Prime Minister Theresa May will trigger Britain's divorce proceedings with the European Union on March 29, launching two years of negotiations that will reshape the future of the country and Europe.
On Monday May's government said her permanent envoy to the EU had informed European Council President Donald Tusk of the date when Britain intends to invoke Article 50 of its Lisbon Treaty - the mechanism for starting its exit after a referendum last June in which Britons voted by a 52-48 per cent margin to leave the bloc.
The EU said it was ready to begin the negotiations and within 48 hours of the trigger on March 29, Tusk will send the other 27 member states his draft negotiating guidelines, which means that talks could start in May.
Sterling fell half a cent against the dollar on what Brexit minister David Davis described as a move taking Britain to "the threshold of the most important negotiation for this country for a generation".
May hopes to negotiate terms that keep trade, financial and political relations with EU member states as close as possible after Brexit, but also satisfy eurosceptics in her Conservative Party who demand a complete break.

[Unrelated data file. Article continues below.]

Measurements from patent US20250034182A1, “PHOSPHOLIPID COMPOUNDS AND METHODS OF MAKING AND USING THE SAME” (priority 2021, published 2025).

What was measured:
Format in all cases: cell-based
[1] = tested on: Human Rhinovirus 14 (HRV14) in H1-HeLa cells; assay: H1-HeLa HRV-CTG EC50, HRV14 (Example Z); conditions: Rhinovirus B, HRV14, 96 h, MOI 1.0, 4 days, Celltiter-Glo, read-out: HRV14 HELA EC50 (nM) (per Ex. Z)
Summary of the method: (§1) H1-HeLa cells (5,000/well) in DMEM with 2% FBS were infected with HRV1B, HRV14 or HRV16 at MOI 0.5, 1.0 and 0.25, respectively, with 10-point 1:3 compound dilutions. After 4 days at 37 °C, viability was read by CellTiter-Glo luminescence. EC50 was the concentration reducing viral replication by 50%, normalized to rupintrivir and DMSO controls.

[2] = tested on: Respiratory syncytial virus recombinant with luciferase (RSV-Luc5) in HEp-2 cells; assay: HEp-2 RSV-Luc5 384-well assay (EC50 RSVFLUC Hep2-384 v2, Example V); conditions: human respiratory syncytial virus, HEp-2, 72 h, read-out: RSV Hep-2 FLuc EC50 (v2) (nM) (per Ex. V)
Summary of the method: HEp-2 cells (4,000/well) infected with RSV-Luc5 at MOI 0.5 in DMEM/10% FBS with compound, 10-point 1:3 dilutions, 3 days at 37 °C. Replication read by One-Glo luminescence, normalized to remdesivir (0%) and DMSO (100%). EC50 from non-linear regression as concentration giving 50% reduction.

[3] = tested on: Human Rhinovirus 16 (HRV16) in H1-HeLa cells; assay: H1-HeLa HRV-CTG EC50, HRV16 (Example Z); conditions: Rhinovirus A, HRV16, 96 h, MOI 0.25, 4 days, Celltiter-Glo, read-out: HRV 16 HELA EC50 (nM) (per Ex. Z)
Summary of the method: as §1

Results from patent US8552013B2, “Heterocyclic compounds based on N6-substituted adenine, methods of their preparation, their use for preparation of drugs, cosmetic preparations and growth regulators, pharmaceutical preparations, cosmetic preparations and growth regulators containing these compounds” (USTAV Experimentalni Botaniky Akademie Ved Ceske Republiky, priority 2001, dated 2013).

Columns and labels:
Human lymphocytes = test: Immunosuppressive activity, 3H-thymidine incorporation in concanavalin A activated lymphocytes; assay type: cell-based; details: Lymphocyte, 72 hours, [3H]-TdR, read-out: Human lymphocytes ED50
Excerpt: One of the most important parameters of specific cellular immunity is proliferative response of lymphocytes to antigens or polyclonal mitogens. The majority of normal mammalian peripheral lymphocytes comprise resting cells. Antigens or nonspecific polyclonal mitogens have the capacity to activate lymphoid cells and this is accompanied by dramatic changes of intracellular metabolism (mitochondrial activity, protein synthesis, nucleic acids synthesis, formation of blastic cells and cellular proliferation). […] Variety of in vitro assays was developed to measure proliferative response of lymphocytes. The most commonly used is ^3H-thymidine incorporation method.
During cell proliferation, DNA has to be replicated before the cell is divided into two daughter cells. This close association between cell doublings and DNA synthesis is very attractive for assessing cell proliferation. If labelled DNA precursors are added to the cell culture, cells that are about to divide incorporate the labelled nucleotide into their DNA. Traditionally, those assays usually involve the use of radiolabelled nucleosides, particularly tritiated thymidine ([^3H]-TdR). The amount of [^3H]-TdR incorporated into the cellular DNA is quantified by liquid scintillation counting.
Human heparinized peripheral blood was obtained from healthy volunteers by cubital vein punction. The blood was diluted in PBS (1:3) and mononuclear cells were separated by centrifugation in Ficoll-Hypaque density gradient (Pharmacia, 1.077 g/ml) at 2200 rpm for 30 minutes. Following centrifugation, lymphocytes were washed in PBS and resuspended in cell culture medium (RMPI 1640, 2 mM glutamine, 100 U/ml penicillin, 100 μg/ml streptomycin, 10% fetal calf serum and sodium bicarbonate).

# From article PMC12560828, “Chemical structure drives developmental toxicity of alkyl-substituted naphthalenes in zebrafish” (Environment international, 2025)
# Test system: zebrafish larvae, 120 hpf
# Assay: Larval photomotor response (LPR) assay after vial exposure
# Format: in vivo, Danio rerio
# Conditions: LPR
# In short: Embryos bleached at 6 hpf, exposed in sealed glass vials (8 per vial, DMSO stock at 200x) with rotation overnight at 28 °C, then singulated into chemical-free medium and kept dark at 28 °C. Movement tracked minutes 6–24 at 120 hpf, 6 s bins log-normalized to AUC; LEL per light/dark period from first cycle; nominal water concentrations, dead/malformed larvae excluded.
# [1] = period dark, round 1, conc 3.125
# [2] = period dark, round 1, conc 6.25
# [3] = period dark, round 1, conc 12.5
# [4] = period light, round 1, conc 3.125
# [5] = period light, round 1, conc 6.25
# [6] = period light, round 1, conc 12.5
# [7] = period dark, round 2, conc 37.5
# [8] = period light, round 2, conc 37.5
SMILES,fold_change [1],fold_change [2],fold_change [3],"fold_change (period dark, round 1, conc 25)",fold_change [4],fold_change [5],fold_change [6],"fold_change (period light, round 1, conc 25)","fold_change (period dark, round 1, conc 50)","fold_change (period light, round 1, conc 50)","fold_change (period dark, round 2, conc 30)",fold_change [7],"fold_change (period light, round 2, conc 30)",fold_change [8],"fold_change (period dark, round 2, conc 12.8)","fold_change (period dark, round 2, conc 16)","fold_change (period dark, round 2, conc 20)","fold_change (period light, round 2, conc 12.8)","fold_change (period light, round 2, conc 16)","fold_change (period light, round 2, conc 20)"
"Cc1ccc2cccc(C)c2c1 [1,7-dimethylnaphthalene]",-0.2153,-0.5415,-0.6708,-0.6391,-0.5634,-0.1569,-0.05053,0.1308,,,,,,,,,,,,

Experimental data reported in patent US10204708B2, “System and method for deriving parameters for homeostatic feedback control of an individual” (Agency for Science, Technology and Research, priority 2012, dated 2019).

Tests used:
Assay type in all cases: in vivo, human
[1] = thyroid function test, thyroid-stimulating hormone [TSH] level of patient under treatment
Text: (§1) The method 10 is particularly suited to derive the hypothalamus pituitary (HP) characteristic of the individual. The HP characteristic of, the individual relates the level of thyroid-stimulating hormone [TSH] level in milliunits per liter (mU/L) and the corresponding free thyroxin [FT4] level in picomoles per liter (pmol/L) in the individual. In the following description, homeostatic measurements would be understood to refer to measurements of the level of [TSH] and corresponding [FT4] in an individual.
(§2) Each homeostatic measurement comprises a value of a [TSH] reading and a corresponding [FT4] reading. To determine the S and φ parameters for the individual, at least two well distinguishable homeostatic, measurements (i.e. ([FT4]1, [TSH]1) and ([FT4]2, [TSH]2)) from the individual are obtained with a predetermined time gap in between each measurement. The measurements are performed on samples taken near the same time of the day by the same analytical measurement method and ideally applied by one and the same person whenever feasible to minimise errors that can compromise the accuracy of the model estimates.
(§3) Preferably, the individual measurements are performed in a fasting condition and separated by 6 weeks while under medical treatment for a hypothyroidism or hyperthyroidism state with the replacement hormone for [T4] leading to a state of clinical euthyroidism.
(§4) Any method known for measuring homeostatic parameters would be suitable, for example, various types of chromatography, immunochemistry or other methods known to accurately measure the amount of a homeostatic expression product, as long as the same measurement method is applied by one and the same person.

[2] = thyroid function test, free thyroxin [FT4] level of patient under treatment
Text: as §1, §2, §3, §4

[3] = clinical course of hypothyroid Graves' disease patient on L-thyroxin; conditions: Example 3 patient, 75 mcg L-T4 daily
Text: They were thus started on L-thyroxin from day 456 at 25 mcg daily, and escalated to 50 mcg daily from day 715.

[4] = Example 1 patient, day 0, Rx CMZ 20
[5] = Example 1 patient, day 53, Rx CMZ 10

Talks on departing the prosperous club Britain joined in 1973 are likely to be the most complex London has held since World War Two.
With nationalism and anti-establishment, anti-immigrant sentiment spreading across Western Europe, the EU leadership in Brussels is anxious to avoid encouraging others in the 28-member bloc to bolt.
At the same time, May faces threats by Scottish nationalists to call a new independence referendum that could break up the United Kingdom and fears in Northern Ireland that a "hard border" with EU member Ireland will return after Brexit.
May succeeded David Cameron soon after the Brexit referendum, but delayed triggering Article 50 to give herself time to work on her strategy.
The referendum exposed geographical and social divisions in Britain.
Against the backdrop of trying to keep the UK together, May has a long wish list for the EU - the closest possible trading ties, security cooperation, regaining control over immigration and restoring sovereignty in various policy areas.
The EU has baulked at her demands, saying they amount to "having your cake and eating it".
May's government acknowledges its opening position is bold, and is also preparing for the possibility of crashing out of the bloc with no deal.